In less than half an hour, this was done, from start to finish. A loaf of crusty French bread is perfect to finish off the great broth. And I have no chickens to clean the shells, so they went into the driveway to the barn!

Weeknight dinner winner! Since weekdays are the best times to buy fish, how about a quick stop at the fishmonger on your way home from the office? Trust me! This recipe is done and on the table in less than 30 minutes flat. I used the homemade chicken stock I had in the freezer and store-bought Sriracha. All of my liquids went into a sturdy 4 quart enamel pot first thing and I set out to rinse and clean my mussels while the pot came to a boil. This took about 10 minutes. I turned the heat down to a simmer, added the cleaned mussels, and replaced the lid to steam.

While waiting, I minced up the cilantro for the garnish and checked the rice I was working on as a side. When I checked in on the shellfish at 5 minutes, the bivalves on top seemed to need a bit more time so I turned over the whole lot so the top mussels where now at the bottom in the sauce. I let that go another 2 minutes. The extra time was perfect. All were open and tender. Time to eat. I served the mussels with a side of jasmine rice, whose job it was to drink up the crazy delicious sauce.

Let me say up-front you will need 1 pound of mussels per hungry adult. Otherwise mutiny may ensue. Don't worry about doubling the recipe for the sauce. There will be plenty of sauce to go around even with a couple pounds of mussels.

We love curry but don't serve it often so the mussel recipe was a nice change from our ordinary menu. Simple ingredients, quick recipe, and yum! The sauce was gingery with a little heat but I felt it needed a little kick from something salty although my tasters loved the sauce as it was. The mussels were perfectly cooked. I served the mussels with rice. I would make this again but add some fish sauce and maybe a touch of lime.


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Step 1

Bring coconut milk, tomatoes, wine, curry paste, and 2 tablespoons basil to a boil in a Dutch oven or other large pot, stirring to incorporate curry paste. Reduce heat and add onion, carrot, and celery season with salt and pepper.

Bring liquid to a simmer, cover pot, and cook until vegetables are crisp-tender, about 4 minutes. Using a slotted spoon, transfer vegetables to a medium bowl and set aside.

Return liquid in pot to a simmer. Add mussels to pot, cover, and cook, shaking pot occasionally, until shells open (discard any mussels that do not open), about 4 minutes.

Divide mussels and cooking liquid among bowls, top with reserved vegetables, parsley, and remaining 2 tablespoons basil, and serve with bread alongside.

‘Curry’ up and try these mussels!

Curry is a flavor profile indigenous to India that, quite frankly, scares a lot of people. Actually, a ‘curry’ is a blend of spices and herbs, usually including turmeric, cumin, and coriander. There are hundreds of different combinations, some spicy from chilies and some mild. Curries come in a variety of colors including red, green, and yellow depending on the spice blend.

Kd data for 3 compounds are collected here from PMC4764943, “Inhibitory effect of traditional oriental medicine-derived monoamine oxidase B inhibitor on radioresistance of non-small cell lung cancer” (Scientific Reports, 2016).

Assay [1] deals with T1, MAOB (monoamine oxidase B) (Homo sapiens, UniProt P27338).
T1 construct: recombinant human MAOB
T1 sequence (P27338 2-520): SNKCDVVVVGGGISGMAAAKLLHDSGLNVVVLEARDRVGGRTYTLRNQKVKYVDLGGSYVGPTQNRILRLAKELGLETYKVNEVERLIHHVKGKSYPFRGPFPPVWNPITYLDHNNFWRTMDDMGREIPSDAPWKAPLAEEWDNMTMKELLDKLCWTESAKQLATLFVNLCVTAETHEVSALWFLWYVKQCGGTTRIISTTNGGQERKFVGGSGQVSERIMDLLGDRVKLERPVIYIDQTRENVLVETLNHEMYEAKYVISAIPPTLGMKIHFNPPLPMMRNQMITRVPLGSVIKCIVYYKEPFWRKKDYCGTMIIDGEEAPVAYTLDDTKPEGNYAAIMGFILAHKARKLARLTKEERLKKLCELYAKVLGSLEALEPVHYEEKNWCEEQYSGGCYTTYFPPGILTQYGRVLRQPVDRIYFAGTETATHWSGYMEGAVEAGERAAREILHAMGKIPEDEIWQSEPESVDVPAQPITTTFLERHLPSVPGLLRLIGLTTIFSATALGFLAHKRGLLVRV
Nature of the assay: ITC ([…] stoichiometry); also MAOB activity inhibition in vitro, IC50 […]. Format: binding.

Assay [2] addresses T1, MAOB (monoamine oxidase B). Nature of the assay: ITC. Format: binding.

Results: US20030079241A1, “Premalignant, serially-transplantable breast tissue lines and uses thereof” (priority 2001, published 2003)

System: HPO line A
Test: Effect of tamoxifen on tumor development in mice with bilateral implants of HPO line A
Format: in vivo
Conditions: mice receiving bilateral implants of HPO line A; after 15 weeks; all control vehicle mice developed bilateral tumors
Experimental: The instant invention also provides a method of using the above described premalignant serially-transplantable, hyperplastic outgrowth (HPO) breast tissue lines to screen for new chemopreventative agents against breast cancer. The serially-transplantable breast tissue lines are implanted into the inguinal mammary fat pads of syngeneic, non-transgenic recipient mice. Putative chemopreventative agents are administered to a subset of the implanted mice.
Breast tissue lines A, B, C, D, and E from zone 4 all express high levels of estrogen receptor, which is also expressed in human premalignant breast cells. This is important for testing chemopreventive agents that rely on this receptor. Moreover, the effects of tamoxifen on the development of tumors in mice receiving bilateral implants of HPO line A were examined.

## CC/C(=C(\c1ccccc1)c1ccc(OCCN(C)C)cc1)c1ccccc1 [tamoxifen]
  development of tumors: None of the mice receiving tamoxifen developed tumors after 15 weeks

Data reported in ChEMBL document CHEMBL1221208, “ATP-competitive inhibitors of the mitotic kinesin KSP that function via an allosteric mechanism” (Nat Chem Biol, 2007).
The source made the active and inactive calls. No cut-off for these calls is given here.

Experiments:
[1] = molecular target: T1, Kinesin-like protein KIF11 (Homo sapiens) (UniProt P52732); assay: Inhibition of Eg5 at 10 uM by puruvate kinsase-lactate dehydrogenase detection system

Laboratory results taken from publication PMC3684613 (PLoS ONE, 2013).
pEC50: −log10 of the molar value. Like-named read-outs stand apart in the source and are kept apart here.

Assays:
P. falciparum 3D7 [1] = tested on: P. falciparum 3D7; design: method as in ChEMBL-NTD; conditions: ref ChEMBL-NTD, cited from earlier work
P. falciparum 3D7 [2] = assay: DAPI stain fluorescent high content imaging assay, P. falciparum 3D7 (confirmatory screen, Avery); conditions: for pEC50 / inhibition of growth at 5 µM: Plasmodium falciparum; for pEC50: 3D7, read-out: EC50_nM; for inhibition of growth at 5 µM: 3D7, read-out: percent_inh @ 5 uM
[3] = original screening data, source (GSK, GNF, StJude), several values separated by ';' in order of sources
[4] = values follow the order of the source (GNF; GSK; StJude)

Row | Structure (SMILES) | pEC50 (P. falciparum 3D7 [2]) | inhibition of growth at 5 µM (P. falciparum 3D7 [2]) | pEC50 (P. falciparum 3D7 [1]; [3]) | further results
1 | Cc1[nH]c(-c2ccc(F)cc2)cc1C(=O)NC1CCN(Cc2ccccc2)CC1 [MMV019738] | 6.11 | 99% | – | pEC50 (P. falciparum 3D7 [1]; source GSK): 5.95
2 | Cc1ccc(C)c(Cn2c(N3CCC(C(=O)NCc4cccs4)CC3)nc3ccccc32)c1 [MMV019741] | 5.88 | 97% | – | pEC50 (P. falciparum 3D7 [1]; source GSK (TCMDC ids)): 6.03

The yellow curry spice blend or what is commonly known as ‘curry powder’ is a commercially prepared blend most common here in the States. You just might have a bottle in your spice cabinet!

This mussel dish uses yellow curry powder and is a great way of introducing curry into your diet without an overwhelming or intense flavor. It is mellow, warm, and slightly smoky. Many of my friends and family were staunch ‘anti-curry-activists’ until they tried these mussels!
Mussel Mania in Curry Cream!
3-4 pounds mussels, beards removed and soaked in water for 30 minutes to remove any debris
4 tablespoons olive oil
1 large onion, chopped
6-8 large garlic cloves, chopped

1⁄2-pound kielbasa or chorizo (precooked) sliced into rounds and then cut in half moons
1-pint grape tomatoes, cut in half
1 cup corn (best off cob, but frozen works too)
2 teaspoons salt
2 teaspoons black pepper
2 teaspoons granulated garlic powder
1 tablespoon curry powder
1 beer (or 1 cup dry white wine)
1 cup heavy cream
1⁄2 cup fresh basil or parsley chopped
French baguette or other crusty bread, cut into rounds

While mussels are soaking in cold water, heat the olive oil in a large deep skillet. Add the onion and garlic and cook until they become soft and translucent, about 3 minutes. Add the kielbasa or chorizo and cook until they begin to brown, about 4-5 minutes more, stirring
frequently. Remove this mixture from pan and set aside.

Related Video

I made this for a special New Years Eve meal and it was a huge hit. Mussels are not something I've ever made at home, and I can't believe how easy it was. This dish was flavorful, fragrant, delicious, and so much fun to eat with friends. I served it in a huge bowl to share and ladled it in to our own bowls. Two pounds of mussels was more than enough for 4 people--you could get away with less if you're serving this as an appetizer and not a full meal. I've never put wine in any coconut milk based sauce and wow -- it was to die for! Will make this again for sure--a real crowd pleaser!